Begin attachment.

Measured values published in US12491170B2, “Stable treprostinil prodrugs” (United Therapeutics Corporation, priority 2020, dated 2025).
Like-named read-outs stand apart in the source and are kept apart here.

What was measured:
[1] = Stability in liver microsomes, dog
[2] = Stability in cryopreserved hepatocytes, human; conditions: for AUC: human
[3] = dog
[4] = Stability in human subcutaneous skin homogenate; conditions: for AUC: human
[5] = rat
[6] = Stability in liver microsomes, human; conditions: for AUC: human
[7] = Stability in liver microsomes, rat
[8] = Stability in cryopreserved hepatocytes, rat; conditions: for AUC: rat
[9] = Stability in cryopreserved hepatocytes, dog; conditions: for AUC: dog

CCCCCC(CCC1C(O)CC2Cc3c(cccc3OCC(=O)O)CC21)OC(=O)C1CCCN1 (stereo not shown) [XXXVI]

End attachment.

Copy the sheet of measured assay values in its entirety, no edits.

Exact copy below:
Measured values published in US12491170B2, “Stable treprostinil prodrugs” (United Therapeutics Corporation, priority 2020, dated 2025).
Like-named read-outs stand apart in the source and are kept apart here.

What was measured:
[1] = Stability in liver microsomes, dog
[2] = Stability in cryopreserved hepatocytes, human; conditions: for AUC: human
[3] = dog
[4] = Stability in human subcutaneous skin homogenate; conditions: for AUC: human
[5] = rat
[6] = Stability in liver microsomes, human; conditions: for AUC: human
[7] = Stability in liver microsomes, rat
[8] = Stability in cryopreserved hepatocytes, rat; conditions: for AUC: rat
[9] = Stability in cryopreserved hepatocytes, dog; conditions: for AUC: dog

CCCCCC(CCC1C(O)CC2Cc3c(cccc3OCC(=O)O)CC21)OC(=O)C1CCCN1 (stereo not shown) [XXXVI]